A bill to permanently bar some taxes on Internet access is stalled in the U.S. Senate, despite swift passage two months ago by the House. Predictably, states and localities, ever eager for more revenue, are vigorously fighting the measure. But unbeknownst to millions of taxpayers who benefit from an online oasis is the fact that they are actually funding the lobbying effort for higher taxes.
Congress first issued a three-year tax moratorium on Internet access in 1998. A two-year extension was approved in 2001, which expired last week. The bill now before the Senate would establish a permanent ban against levying sales taxes on access services such as cable broadband and Digital Subscriber Lines.
Among the most vocal opponents of this tax relief is the Multistate Tax Commission (MTC), a Washington, D.C.-based group representing 45 states, which promotes uniformity in tax laws as well as more rigorous tax collections. Member states finance the commission based, in part, on the amount of revenue each collects from income, sales and other taxes.
This type of funding formula means that the commission stands to gain financially — intentionally or otherwise — by advocating policies that increase state taxes. Citizens would do well to question whether their interests are best served by this use of their tax dollars.
Michigan taxpayers, for example, are paying $273,568 to the MTC for the current fiscal year. While this may seem a paltry sum in a $38 billion state budget, commission activities influence public policies that can significantly raise tax bills for families and the businesses that employ them.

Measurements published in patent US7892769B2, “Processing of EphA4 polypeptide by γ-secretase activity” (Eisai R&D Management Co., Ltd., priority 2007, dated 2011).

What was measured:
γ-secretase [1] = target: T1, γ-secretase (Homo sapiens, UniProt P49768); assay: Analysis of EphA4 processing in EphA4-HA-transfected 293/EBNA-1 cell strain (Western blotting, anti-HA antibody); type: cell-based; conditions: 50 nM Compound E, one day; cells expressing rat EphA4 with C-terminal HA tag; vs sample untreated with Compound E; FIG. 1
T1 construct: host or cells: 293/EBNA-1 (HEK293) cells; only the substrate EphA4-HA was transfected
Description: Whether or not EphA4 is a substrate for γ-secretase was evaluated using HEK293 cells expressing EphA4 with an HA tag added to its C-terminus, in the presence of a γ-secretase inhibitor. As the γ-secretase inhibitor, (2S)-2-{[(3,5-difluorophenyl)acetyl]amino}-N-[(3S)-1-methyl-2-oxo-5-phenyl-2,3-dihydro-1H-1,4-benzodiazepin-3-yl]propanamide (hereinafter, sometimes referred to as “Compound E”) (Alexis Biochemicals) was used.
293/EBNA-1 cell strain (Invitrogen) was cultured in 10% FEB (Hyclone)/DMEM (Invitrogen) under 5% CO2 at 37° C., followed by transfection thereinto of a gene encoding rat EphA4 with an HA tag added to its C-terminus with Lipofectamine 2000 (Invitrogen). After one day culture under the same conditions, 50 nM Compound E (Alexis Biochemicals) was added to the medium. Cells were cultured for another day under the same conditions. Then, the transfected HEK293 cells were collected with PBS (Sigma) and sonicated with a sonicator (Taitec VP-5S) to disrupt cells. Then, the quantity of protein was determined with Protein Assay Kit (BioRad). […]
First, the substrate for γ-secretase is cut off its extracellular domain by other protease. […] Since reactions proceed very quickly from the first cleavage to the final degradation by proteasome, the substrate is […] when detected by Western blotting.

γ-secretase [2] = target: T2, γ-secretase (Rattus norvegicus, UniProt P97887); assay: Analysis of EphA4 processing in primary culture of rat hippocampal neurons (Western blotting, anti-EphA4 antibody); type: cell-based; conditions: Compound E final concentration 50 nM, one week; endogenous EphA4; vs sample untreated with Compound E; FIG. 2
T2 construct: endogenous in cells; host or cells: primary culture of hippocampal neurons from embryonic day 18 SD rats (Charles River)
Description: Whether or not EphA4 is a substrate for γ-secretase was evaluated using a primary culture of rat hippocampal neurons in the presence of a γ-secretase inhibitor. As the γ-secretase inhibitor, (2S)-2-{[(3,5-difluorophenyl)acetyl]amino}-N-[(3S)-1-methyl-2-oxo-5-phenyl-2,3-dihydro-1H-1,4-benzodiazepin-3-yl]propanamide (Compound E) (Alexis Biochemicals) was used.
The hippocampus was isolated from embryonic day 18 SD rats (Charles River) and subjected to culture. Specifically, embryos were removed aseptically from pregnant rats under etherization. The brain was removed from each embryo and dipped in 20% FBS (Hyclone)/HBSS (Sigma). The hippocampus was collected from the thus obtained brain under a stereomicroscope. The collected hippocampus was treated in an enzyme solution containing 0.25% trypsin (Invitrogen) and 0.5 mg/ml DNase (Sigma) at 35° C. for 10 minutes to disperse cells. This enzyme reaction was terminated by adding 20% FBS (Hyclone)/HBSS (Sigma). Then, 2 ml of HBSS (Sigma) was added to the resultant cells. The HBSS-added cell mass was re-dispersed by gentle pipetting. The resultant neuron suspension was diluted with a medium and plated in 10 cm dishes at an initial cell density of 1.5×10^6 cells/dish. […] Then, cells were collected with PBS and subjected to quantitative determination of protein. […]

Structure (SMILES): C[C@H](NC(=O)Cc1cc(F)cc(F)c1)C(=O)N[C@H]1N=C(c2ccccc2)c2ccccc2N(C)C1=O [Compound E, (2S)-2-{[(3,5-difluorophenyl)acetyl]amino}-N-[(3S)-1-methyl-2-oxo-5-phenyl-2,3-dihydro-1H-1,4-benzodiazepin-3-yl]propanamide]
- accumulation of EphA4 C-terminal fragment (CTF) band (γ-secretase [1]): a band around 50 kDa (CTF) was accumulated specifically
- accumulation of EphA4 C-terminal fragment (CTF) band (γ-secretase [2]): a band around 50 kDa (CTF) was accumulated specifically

In essence, the MTC is a perpetual tax machine, spending taxpayer dollars in pursuit of higher taxes. (And for all its emphasis on taxpayer accountability, the commission itself falls somewhat short. The states’ compact requires the commission to submit an annual report to governors and legislatures, but only one has been issued in the past five years.)
In the case of Internet access, the commission’s staff has lobbied hard against lower taxes as ruinous to state budgets. A recent study issued by the MTC, for example, claims a revenue loss to states of $22 billion. The commission employed a prominent Washington, D.C., public relations firm to publicize the findings.
Such a substantial loss of revenue could indeed deliver a blow to the budgets of states unwilling to control spending. But experts dispute the commission’s findings as deeply flawed. Scott Mackey, former chief economist for the National Conference of State Legislators, told the Wall Street Journal "those numbers are not very believable."
In contrast to the MTC’s grossly inflated projections, the Congressional Budget Office estimates a loss of $80 million to $120 million — principally among the few states that began collecting access taxes before the moratorium was enacted.